Does school prepare children for the real world? "Study hard and get good grades and you will find a high-paying job with great benefits," my parents used to say. Their goal in life was to provide a college education for my older sister and me, so that we would have the greatest chance for success in life. This is the introduction to the book Rich Dad Poor Dad by Robert T. Kiyosaki. This is especially true in the context of Asian countries where most of us are told to cram for exams, get good grades (top the class if possible) and jobs with fat paychecks and benefits. Though times are changing and so are people, there are some classic mindsets that we yet harbor-If my kid doesn’t get an “A” in mathematics and science how will (s)he be successful in life? This book shatters all these mindsets. Because life is not about grades alone. To start with, this book talks about Robert’s two dads. Now don’t get me wrong here. He has only one biological father. The other one is his friend Mike’s father. He refers to Mike’s father as his Rich Dad and his own father as his Poor Dad. Both dads have influenced him considerably throughout his formative years. His Poor Dad was a PhD and working in a government job and yet struggled financially. His Rich Dad though not educated beyond the 8th grade was self employed and succeeded because of his financial knowledge. The author then goes ahead to explain that financial knowledge and how to make your money multiply is essential in life.The five lessons that the young Robert learns from his Rich Dad are: Lesson #1 The Rich Don't Work for Money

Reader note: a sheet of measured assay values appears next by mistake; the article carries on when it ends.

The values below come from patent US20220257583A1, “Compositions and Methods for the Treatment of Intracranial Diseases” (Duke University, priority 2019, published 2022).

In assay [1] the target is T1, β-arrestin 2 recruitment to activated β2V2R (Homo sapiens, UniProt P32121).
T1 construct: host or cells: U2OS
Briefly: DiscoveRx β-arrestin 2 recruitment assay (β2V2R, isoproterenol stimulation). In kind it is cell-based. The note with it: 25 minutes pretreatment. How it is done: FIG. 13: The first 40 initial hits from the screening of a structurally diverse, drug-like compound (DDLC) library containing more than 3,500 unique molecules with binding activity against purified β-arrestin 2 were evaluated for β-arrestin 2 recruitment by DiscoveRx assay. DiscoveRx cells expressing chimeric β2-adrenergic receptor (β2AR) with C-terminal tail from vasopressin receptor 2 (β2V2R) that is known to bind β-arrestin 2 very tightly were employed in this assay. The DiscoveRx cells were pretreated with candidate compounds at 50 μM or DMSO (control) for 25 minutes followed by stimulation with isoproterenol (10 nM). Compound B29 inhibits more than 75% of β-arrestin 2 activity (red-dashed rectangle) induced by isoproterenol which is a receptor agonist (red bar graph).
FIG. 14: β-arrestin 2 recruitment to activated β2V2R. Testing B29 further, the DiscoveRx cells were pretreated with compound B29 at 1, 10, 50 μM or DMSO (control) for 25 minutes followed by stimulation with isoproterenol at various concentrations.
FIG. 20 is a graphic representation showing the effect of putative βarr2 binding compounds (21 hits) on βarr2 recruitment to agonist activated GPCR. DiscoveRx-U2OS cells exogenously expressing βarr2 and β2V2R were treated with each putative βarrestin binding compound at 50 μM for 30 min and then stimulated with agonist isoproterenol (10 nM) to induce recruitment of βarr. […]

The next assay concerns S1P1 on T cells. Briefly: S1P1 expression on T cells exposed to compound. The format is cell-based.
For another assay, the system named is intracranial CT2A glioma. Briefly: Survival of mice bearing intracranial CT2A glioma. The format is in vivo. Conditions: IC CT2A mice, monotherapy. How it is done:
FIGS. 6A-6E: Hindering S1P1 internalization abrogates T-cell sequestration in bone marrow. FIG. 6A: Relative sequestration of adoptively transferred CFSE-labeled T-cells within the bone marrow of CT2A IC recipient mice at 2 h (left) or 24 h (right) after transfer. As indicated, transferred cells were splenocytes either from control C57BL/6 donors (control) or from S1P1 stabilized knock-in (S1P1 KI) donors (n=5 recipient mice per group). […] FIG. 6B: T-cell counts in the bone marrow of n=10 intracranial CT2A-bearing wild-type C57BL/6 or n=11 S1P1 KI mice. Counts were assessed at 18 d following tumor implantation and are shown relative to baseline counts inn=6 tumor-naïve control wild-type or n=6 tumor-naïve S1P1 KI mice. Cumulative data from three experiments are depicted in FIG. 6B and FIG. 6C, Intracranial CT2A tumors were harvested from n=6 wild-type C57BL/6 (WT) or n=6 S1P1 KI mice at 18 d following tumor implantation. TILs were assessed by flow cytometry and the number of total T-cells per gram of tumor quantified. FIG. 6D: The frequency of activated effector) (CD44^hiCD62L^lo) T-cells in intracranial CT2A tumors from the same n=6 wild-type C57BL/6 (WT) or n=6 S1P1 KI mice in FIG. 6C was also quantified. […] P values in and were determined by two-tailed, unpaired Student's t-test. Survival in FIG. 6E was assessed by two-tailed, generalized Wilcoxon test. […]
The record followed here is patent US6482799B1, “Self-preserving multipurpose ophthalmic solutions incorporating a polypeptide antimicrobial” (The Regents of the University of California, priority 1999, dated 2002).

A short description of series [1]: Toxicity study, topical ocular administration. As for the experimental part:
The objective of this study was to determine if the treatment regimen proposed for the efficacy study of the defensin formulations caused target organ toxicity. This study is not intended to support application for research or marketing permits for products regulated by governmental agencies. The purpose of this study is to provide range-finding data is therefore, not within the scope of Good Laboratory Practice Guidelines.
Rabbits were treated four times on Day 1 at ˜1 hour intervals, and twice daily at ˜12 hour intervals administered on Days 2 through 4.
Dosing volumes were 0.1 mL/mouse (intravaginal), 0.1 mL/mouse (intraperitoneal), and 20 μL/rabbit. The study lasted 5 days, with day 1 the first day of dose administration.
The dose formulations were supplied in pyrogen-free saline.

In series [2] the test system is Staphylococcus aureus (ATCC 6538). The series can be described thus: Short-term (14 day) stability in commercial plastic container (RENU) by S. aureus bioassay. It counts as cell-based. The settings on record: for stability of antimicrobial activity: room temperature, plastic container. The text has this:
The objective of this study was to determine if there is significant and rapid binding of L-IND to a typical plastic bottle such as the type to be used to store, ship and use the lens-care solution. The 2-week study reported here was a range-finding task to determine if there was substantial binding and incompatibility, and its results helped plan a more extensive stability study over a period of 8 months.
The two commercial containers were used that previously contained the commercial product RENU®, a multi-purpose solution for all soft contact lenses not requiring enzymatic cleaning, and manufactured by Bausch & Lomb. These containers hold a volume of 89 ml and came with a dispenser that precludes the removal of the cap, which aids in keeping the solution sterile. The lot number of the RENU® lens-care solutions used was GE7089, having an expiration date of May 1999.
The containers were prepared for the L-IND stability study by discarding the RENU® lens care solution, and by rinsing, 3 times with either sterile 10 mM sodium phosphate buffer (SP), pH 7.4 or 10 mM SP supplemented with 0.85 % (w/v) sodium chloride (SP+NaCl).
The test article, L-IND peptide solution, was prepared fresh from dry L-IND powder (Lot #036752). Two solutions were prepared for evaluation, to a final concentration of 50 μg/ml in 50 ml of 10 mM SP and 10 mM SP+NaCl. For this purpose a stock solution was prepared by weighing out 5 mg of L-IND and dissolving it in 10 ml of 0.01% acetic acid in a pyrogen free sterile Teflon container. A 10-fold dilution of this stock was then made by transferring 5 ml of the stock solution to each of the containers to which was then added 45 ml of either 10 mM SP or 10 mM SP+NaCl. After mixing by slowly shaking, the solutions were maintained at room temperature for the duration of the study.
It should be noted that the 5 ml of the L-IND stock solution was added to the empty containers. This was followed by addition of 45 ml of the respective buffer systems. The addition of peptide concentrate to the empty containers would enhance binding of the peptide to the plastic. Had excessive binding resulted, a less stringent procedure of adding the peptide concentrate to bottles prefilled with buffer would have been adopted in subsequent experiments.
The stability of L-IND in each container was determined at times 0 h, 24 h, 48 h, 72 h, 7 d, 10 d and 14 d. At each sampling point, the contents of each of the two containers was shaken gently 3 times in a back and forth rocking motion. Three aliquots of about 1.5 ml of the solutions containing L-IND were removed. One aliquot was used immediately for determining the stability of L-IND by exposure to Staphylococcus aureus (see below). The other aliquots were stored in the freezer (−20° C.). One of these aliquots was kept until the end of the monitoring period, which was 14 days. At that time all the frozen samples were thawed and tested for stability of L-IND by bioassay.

Lesson #2 Why Teach Financial Literacy?
Lesson #3 Mind Your own Business
Lesson #4 The History of Taxes and the Power of Corporations Lesson #5 The Rich Invent Money
Lesson #6 Work to Learn Don't Work for Money
Lesson #1 The Rich Don't Work for Money: This chapter shows how Robert and his friend Mike are employed by Mike’s dad (Rich Dad) at his store for paltry sum and are made...
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